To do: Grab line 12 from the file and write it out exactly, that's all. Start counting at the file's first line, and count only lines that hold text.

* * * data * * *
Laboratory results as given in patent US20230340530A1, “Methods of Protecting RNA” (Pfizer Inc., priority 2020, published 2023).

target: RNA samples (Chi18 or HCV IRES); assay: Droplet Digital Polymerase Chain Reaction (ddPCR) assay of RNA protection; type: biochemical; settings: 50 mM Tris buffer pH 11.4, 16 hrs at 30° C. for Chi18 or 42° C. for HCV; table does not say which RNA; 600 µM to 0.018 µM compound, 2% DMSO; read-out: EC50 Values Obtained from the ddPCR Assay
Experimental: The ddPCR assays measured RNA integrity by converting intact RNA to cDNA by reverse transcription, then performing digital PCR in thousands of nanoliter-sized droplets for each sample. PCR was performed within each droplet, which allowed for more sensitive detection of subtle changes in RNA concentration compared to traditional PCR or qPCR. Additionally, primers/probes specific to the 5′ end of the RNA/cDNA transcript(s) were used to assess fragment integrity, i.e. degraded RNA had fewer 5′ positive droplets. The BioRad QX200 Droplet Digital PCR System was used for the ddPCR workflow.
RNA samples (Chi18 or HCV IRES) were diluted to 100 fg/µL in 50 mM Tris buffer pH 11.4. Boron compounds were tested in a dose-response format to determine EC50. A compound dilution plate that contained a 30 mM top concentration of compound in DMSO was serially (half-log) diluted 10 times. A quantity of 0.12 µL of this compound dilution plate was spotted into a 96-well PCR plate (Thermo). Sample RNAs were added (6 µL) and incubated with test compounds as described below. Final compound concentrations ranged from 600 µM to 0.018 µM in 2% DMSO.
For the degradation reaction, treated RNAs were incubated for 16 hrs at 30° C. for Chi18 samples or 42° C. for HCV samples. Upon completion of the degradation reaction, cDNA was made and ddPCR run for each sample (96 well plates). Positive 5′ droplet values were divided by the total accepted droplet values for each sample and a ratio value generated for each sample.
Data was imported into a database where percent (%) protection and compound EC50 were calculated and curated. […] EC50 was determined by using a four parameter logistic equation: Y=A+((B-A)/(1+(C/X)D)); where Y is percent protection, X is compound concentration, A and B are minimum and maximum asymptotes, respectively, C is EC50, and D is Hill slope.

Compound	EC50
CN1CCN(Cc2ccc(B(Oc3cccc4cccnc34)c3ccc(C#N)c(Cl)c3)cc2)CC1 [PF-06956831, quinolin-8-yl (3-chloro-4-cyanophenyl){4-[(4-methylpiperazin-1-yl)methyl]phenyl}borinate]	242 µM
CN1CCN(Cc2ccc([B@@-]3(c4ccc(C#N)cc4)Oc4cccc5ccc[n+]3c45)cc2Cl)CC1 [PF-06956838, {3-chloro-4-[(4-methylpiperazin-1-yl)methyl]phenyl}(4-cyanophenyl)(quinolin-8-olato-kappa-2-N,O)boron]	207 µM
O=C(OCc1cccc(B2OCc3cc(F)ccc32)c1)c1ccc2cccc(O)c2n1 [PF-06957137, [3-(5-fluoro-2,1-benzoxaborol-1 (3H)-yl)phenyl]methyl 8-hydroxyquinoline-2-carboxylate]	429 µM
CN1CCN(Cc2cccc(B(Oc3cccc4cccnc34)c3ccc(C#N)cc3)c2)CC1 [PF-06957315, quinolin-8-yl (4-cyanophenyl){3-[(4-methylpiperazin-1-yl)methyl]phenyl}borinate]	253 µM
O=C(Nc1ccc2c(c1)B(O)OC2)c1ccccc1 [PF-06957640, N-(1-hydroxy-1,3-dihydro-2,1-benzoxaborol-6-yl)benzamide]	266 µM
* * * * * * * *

O=C(Nc1ccc2c(c1)B(O)OC2)c1ccccc1 [PF-06957640, N-(1-hydroxy-1,3-dihydro-2,1-benzoxaborol-6-yl)benzamide]	266 µM